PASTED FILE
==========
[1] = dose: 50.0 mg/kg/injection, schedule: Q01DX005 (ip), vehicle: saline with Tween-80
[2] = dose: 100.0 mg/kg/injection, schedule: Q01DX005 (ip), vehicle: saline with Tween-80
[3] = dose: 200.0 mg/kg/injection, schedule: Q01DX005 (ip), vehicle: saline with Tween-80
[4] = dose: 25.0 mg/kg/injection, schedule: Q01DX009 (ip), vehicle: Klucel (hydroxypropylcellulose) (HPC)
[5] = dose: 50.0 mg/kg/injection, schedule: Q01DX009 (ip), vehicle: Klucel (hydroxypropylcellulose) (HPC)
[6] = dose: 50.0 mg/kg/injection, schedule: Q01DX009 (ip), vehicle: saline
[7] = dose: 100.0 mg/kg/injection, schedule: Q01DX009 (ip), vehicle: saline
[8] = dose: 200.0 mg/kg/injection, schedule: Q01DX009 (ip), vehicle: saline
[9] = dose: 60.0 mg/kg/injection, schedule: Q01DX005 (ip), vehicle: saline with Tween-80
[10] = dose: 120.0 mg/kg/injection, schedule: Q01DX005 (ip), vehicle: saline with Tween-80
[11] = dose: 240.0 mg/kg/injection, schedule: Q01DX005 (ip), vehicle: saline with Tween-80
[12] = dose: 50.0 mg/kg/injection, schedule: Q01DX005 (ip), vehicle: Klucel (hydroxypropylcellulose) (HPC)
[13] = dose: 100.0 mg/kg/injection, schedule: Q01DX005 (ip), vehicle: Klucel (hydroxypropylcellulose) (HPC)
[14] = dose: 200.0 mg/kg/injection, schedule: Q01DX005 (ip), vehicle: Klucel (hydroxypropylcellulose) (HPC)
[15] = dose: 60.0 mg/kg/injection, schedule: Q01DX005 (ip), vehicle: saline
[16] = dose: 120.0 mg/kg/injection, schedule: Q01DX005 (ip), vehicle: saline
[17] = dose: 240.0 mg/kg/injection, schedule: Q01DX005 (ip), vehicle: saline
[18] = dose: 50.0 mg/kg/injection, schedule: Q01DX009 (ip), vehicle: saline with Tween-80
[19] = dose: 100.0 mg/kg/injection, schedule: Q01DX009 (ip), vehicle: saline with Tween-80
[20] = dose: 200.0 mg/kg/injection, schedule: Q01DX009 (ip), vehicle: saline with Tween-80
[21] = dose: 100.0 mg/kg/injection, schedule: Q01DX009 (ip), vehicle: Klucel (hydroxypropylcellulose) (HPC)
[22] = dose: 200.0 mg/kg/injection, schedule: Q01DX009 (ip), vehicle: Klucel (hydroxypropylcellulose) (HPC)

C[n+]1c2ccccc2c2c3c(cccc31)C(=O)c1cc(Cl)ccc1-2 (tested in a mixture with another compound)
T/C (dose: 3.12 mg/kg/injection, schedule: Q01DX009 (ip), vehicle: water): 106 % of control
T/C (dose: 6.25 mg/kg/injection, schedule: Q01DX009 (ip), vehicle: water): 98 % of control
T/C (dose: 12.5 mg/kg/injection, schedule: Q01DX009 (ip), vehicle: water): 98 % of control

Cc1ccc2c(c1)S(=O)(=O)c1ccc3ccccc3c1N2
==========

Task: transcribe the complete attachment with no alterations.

[1] = dose: 50.0 mg/kg/injection, schedule: Q01DX005 (ip), vehicle: saline with Tween-80
[2] = dose: 100.0 mg/kg/injection, schedule: Q01DX005 (ip), vehicle: saline with Tween-80
[3] = dose: 200.0 mg/kg/injection, schedule: Q01DX005 (ip), vehicle: saline with Tween-80
[4] = dose: 25.0 mg/kg/injection, schedule: Q01DX009 (ip), vehicle: Klucel (hydroxypropylcellulose) (HPC)
[5] = dose: 50.0 mg/kg/injection, schedule: Q01DX009 (ip), vehicle: Klucel (hydroxypropylcellulose) (HPC)
[6] = dose: 50.0 mg/kg/injection, schedule: Q01DX009 (ip), vehicle: saline
[7] = dose: 100.0 mg/kg/injection, schedule: Q01DX009 (ip), vehicle: saline
[8] = dose: 200.0 mg/kg/injection, schedule: Q01DX009 (ip), vehicle: saline
[9] = dose: 60.0 mg/kg/injection, schedule: Q01DX005 (ip), vehicle: saline with Tween-80
[10] = dose: 120.0 mg/kg/injection, schedule: Q01DX005 (ip), vehicle: saline with Tween-80
[11] = dose: 240.0 mg/kg/injection, schedule: Q01DX005 (ip), vehicle: saline with Tween-80
[12] = dose: 50.0 mg/kg/injection, schedule: Q01DX005 (ip), vehicle: Klucel (hydroxypropylcellulose) (HPC)
[13] = dose: 100.0 mg/kg/injection, schedule: Q01DX005 (ip), vehicle: Klucel (hydroxypropylcellulose) (HPC)
[14] = dose: 200.0 mg/kg/injection, schedule: Q01DX005 (ip), vehicle: Klucel (hydroxypropylcellulose) (HPC)
[15] = dose: 60.0 mg/kg/injection, schedule: Q01DX005 (ip), vehicle: saline
[16] = dose: 120.0 mg/kg/injection, schedule: Q01DX005 (ip), vehicle: saline
[17] = dose: 240.0 mg/kg/injection, schedule: Q01DX005 (ip), vehicle: saline
[18] = dose: 50.0 mg/kg/injection, schedule: Q01DX009 (ip), vehicle: saline with Tween-80
[19] = dose: 100.0 mg/kg/injection, schedule: Q01DX009 (ip), vehicle: saline with Tween-80
[20] = dose: 200.0 mg/kg/injection, schedule: Q01DX009 (ip), vehicle: saline with Tween-80
[21] = dose: 100.0 mg/kg/injection, schedule: Q01DX009 (ip), vehicle: Klucel (hydroxypropylcellulose) (HPC)
[22] = dose: 200.0 mg/kg/injection, schedule: Q01DX009 (ip), vehicle: Klucel (hydroxypropylcellulose) (HPC)

C[n+]1c2ccccc2c2c3c(cccc31)C(=O)c1cc(Cl)ccc1-2 (tested in a mixture with another compound)
T/C (dose: 3.12 mg/kg/injection, schedule: Q01DX009 (ip), vehicle: water): 106 % of control
T/C (dose: 6.25 mg/kg/injection, schedule: Q01DX009 (ip), vehicle: water): 98 % of control
T/C (dose: 12.5 mg/kg/injection, schedule: Q01DX009 (ip), vehicle: water): 98 % of control

Cc1ccc2c(c1)S(=O)(=O)c1ccc3ccccc3c1N2